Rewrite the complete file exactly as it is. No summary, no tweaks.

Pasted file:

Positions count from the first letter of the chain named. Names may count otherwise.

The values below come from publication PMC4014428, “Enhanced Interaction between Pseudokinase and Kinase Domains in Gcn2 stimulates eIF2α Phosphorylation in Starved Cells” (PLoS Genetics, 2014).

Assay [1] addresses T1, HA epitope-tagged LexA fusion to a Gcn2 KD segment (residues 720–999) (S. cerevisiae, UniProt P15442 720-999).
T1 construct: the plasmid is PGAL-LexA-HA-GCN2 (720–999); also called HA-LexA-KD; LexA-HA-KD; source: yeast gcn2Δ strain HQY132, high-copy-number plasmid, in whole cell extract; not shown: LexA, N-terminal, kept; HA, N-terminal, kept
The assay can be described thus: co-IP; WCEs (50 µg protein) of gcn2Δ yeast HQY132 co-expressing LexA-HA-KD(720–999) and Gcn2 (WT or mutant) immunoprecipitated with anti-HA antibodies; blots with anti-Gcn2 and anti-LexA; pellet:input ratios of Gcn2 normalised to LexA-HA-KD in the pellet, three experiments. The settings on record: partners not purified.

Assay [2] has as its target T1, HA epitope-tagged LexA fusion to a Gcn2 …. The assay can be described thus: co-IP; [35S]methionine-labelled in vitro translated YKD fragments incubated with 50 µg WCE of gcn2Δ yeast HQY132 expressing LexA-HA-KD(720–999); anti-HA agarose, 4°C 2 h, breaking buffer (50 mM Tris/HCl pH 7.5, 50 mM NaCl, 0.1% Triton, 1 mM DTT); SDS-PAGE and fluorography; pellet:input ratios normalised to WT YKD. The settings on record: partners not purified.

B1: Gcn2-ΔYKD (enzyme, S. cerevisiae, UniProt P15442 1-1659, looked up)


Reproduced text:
Positions count from the first letter of the chain named. Names may count otherwise.

The values below come from publication PMC4014428, “Enhanced Interaction between Pseudokinase and Kinase Domains in Gcn2 stimulates eIF2α Phosphorylation in Starved Cells” (PLoS Genetics, 2014).

Assay [1] addresses T1, HA epitope-tagged LexA fusion to a Gcn2 KD segment (residues 720–999) (S. cerevisiae, UniProt P15442 720-999).
T1 construct: the plasmid is PGAL-LexA-HA-GCN2 (720–999); also called HA-LexA-KD; LexA-HA-KD; source: yeast gcn2Δ strain HQY132, high-copy-number plasmid, in whole cell extract; not shown: LexA, N-terminal, kept; HA, N-terminal, kept
The assay can be described thus: co-IP; WCEs (50 µg protein) of gcn2Δ yeast HQY132 co-expressing LexA-HA-KD(720–999) and Gcn2 (WT or mutant) immunoprecipitated with anti-HA antibodies; blots with anti-Gcn2 and anti-LexA; pellet:input ratios of Gcn2 normalised to LexA-HA-KD in the pellet, three experiments. The settings on record: partners not purified.

Assay [2] has as its target T1, HA epitope-tagged LexA fusion to a Gcn2 …. The assay can be described thus: co-IP; [35S]methionine-labelled in vitro translated YKD fragments incubated with 50 µg WCE of gcn2Δ yeast HQY132 expressing LexA-HA-KD(720–999); anti-HA agarose, 4°C 2 h, breaking buffer (50 mM Tris/HCl pH 7.5, 50 mM NaCl, 0.1% Triton, 1 mM DTT); SDS-PAGE and fluorography; pellet:input ratios normalised to WT YKD. The settings on record: partners not purified.

B1: Gcn2-ΔYKD (enzyme, S. cerevisiae, UniProt P15442 1-1659, looked up)